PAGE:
The Progreso Latino Fund announced a kickoff celebration for its new campaign at the Bregamos Community Theater in New Haven on Feb. 2.
The event will celebrate the 20th anniversary of charitable giving to the Latino community of greater New Haven.
“The party is a reception to kick off our 20th anniversary — our year 2023. And we’re kicking off a whole year of talking about inspiring and elevating Latino philanthropy in our community,” said Liana Garcia, director of gift planning.
As a component fund of The Community Foundation for Greater New Haven, the Progreso Latino fund was established in 2003 by a small group of community-minded Puerto Ricans who wanted to give back to the Latino community. Twenty
years later, Garcia explained
that an advisory board of 10 Latino community leaders determine where the grants go each year.
In addition to funding scholarships and disaster responses, one of the 2022 grants was awarded to Latinas & Power Corp., a Latina-led professional development nonprofit designed to serve Latinas in the workforce. The grant funds helped develop the curriculum for the new Latinas in Leadership Academy, a 14-week certification program set to launch this fall.
“The program will be geared towards Latinas that are in an entry level and mid-career/business path and is focused on leadership and civic engagement tools needed to become influential leaders and community advocates,” said CEO Marilyn Alverio.Growing the Fund
This year, Garcia explained the fund plans on providing $100,000 in grants to Latino-led and Latino-serving nonprofits over the next two years. Considering the effects of the pandemic, Garcia said the fund will be primarily focusing on nonprofits that are working to improve Latino mental health this year.
Even though Progreso Latino is an endowed fund, Garcia explained that they are trying to grow it. To accomplish that goal, she said the fund is launching a 20th anniversary matching campaign with the goal of raising $40,000 total for the fund — half from individual donors and half from matching funding from the Community Foundation. She explained that anyone who made a gift to the Progreso Latino in 2023 would be matched dollar for dollar up to $2,000.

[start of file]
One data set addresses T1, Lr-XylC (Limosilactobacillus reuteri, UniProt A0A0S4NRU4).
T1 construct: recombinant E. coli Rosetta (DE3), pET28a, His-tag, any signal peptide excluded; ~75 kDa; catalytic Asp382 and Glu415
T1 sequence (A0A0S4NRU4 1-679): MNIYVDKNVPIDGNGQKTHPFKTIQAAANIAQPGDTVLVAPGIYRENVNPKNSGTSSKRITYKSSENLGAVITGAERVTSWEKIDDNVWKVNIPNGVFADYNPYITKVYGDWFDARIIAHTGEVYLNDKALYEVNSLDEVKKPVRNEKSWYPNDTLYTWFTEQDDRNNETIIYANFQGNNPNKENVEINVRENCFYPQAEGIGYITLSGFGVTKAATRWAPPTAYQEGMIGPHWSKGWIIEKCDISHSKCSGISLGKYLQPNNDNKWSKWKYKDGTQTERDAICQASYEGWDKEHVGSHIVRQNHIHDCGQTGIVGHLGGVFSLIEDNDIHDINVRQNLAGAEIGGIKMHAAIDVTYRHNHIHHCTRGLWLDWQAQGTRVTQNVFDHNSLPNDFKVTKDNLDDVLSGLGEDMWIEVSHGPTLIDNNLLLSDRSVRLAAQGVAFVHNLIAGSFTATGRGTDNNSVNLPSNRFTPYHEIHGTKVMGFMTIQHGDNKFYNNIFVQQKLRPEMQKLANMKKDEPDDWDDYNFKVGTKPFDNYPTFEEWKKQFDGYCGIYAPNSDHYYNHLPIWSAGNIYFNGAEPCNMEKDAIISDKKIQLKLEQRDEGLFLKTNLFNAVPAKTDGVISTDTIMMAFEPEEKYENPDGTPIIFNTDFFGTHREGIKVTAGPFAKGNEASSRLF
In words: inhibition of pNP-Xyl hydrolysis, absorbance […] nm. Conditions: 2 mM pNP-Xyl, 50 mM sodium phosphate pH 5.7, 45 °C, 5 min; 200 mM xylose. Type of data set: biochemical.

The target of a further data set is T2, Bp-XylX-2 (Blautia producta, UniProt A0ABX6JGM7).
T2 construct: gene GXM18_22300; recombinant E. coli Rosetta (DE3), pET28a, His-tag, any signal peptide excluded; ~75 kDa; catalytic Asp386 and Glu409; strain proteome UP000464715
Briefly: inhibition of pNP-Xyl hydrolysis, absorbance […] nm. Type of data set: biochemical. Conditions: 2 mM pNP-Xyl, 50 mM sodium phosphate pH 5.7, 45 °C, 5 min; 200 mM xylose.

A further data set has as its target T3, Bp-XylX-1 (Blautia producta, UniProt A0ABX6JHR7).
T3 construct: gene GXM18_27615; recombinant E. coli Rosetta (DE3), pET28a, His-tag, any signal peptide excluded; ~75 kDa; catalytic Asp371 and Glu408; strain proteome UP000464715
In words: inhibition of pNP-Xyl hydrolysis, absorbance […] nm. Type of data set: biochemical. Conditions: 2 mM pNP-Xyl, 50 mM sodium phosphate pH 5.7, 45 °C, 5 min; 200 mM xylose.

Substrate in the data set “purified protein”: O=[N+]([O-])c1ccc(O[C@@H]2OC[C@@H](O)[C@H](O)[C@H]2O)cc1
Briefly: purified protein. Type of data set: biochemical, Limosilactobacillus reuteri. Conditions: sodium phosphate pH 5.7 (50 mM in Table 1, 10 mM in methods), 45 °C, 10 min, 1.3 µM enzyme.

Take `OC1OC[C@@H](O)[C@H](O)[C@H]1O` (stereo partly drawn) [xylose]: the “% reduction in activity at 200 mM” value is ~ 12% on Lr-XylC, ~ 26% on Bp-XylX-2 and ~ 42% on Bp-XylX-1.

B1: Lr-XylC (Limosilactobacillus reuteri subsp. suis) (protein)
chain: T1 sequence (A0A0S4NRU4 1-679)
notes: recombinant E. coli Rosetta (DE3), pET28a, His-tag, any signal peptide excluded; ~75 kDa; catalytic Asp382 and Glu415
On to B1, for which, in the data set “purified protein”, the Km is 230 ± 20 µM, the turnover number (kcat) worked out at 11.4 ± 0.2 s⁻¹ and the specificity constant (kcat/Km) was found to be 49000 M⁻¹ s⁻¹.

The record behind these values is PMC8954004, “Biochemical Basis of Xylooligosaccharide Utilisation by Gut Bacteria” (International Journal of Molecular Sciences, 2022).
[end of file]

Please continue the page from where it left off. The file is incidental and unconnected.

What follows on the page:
Paying it forward: starting new Latino charitable funds
Support the Progreso Latino Fund
The other anniversary goal is establishing 40 new Latino charitable funds. The Community Foundation plans on kick starting Latino charitable named funds with $2,000, Garcia said.
“We already know that the Latino community is very charitable with church and organizations and their neighbors and helping people,” she said. “This is just a way to help people who are interested formalize their philanthropy in a different way.”
Anaika Ocasio of New Haven was inspired to start her own fund after joining the Advisory Board of Progreso Latino.
“Just joining something like that was exciting alone. And then it actually inspired me and my husband to open our own fund,” she said. “We saw the need in the New Haven area and wanted to create something that would outlast us.”
Ocasio was born in Puerto Rico and came to the mainland US when she was 12. She became a landlord and a business owner and started the Ocasio Family Fund to help youth graduating from New Haven schools and going to a trade school — especially those whose family might not be able to pay the fees. She reached out to Garcia, who helped her set up the fund.
“I didn’t know that it was so simple, that I could just go to the community foundation and say ‘listen, I have a desire to open this fund,’” she said. “I thought that was something rich people did, like really wealthy people. But I’m like ‘no, anybody can do this. Anybody can start saving for this.’”
Latino Communities Reporter Lau Guzmán is a corps member with Report for America, a national service program that places journalists in local newsrooms. Support RFA reporters at the Record-Journal through a donation at https://bit.ly/3Pdb0re, To learn more about RFA, visit www.reportforamerica.org.